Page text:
Sunday, June 22, 2014

Clothing for flirtation

Caveat:  This post is written for the unmarried woman.  This is meant to be advice for breaking past the "I don't want to show that much skin, but gee - the guys just pretend like I'm not there!"

My dear girls.   Please let me apologize.  I'm not sure where we misplaced this advice, but most of the women my age have at least some clue about these little ways of getting attention.  Must have lost them in the mail.  Perhaps we forgot to tell you that all clothing conveys a message - and that it is possible to convey more than one level of information at once!  You can say, "I am intelligent, work hard - and I'm sweet and young and just ripe for marriage" in one outfit.  Really.

Men like women.  Hopefully this is not news.   Men like pretty women with nice figures.  Shocking.  And all the girls around you have this information, and they're using it to buy bandage dresses and 5" heels.

Yes.  It works.  But that's not for you, because you value your modesty.  But what do you do?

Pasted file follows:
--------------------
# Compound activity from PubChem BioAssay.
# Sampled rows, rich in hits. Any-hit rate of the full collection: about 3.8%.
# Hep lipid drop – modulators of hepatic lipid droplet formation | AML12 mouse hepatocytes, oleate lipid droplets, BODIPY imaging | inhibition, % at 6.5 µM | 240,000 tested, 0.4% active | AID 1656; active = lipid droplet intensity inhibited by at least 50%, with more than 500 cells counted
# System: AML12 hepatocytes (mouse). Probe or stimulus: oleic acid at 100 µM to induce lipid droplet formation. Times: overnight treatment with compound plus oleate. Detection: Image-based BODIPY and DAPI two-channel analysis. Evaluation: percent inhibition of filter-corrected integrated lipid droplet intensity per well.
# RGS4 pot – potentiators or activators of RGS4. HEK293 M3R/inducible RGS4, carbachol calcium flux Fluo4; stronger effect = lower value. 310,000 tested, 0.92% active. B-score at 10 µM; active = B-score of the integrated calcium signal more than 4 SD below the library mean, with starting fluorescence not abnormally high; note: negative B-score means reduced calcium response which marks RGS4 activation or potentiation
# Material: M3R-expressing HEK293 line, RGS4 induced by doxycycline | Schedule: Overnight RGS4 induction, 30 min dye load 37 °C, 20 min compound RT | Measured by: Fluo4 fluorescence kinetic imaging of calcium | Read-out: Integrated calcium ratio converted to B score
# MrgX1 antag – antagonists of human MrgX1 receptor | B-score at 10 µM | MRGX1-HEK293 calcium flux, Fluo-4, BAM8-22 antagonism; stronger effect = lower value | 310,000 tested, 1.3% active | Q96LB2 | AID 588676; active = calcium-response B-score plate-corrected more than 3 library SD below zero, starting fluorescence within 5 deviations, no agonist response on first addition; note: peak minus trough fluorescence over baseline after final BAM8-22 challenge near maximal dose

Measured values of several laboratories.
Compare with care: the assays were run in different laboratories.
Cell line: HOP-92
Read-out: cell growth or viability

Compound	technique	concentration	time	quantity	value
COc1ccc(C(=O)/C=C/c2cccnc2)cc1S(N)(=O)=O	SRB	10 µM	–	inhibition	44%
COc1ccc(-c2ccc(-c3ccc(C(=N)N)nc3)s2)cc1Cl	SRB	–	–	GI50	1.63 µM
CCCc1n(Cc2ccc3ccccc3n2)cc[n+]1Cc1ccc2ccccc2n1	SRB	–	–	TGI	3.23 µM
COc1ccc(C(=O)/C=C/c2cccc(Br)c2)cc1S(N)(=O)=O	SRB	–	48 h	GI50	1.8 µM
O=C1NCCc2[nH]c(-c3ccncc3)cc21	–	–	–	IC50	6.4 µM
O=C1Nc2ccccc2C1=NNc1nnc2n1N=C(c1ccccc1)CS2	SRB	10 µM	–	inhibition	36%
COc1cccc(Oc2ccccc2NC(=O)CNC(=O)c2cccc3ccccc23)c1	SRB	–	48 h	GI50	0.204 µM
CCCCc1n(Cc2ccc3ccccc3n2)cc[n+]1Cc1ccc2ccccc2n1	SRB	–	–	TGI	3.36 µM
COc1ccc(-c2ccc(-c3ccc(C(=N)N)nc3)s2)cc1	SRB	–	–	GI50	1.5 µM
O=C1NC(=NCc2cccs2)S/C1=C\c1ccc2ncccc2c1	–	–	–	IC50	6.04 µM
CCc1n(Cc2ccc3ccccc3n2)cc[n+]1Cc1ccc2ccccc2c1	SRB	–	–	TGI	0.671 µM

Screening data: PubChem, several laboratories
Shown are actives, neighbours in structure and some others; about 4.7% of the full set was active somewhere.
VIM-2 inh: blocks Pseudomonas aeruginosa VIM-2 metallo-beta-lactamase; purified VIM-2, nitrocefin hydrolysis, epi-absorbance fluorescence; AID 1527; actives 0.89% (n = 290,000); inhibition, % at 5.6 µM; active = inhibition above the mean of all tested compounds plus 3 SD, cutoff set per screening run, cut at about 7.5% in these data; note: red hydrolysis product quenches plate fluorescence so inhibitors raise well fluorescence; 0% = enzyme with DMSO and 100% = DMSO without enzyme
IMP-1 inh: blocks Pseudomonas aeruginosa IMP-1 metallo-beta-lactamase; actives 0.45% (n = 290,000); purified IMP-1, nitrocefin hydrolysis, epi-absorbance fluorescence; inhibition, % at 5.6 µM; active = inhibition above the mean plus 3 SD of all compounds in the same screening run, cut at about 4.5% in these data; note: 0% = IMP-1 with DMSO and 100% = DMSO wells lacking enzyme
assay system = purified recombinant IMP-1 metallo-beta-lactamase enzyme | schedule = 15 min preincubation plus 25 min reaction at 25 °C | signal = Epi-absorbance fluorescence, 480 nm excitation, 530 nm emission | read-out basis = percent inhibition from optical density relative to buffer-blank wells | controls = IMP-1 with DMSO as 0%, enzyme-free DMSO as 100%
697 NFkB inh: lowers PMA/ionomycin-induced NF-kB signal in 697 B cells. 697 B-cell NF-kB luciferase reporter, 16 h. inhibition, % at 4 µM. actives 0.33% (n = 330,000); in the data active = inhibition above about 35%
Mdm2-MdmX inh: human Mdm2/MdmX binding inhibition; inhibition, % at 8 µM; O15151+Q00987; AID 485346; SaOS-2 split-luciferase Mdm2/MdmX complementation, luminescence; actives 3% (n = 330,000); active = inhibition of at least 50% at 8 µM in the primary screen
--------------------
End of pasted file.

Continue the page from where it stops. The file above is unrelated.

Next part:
You can convey the message that you are a young, healthy woman with a nice figure without buying a bandage dress.  What you want to do is to convey first that you are a woman - radiate femininity.  Men like women, rule one.  The next thing you want to do is to draw attention... to your face.  Draw the eye to your best features.  (Smile lots, by the way - and light makeup is good).  The third thing to do on the physical level is to wear clothing designed to show that you have a nice waistline and soft curves on either side.  (Soft but trim:  Yes, that's what they want.  Trim = young/fit, soft = fertile).

Wear clothing that moves.  I love a good sundress... but any long, loose-ish skirt has potential.  Light fabrics in the warm weather - the floatier the better.   Wool with plenty of swish in cold weather - look cozy.

Your clothes should be designed to make you look more feminine than you already are.  They should have plenty of color - but generally not super bright.  Pink is a winner.  Blue & white?  Perfection.  Men don't LIKE the "latest thing".  You're dressing for men now, not for your girlfriends.  (Fashion is women dressing for women).  Let your colors flatter you... if you have coloring like Snow White, okay - wear the red.  But maybe the white dress and the red bow belt might be better than a red dress?